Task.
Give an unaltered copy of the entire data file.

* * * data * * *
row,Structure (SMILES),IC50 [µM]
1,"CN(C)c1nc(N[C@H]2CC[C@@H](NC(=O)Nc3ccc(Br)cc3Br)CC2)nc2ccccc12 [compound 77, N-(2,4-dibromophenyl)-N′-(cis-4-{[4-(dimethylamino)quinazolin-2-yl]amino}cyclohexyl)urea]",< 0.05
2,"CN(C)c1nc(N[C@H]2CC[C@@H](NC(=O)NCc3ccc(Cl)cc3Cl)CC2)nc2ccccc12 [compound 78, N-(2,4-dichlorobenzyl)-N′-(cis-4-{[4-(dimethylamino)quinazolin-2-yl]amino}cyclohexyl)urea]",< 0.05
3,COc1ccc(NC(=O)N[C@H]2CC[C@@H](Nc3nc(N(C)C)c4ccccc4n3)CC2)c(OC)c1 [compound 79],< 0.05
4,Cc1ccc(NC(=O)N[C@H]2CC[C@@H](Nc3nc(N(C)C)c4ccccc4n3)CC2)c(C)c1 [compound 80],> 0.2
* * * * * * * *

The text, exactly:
row,Structure (SMILES),IC50 [µM]
1,"CN(C)c1nc(N[C@H]2CC[C@@H](NC(=O)Nc3ccc(Br)cc3Br)CC2)nc2ccccc12 [compound 77, N-(2,4-dibromophenyl)-N′-(cis-4-{[4-(dimethylamino)quinazolin-2-yl]amino}cyclohexyl)urea]",< 0.05
2,"CN(C)c1nc(N[C@H]2CC[C@@H](NC(=O)NCc3ccc(Cl)cc3Cl)CC2)nc2ccccc12 [compound 78, N-(2,4-dichlorobenzyl)-N′-(cis-4-{[4-(dimethylamino)quinazolin-2-yl]amino}cyclohexyl)urea]",< 0.05
3,COc1ccc(NC(=O)N[C@H]2CC[C@@H](Nc3nc(N(C)C)c4ccccc4n3)CC2)c(OC)c1 [compound 79],< 0.05
4,Cc1ccc(NC(=O)N[C@H]2CC[C@@H](Nc3nc(N(C)C)c4ccccc4n3)CC2)c(C)c1 [compound 80],> 0.2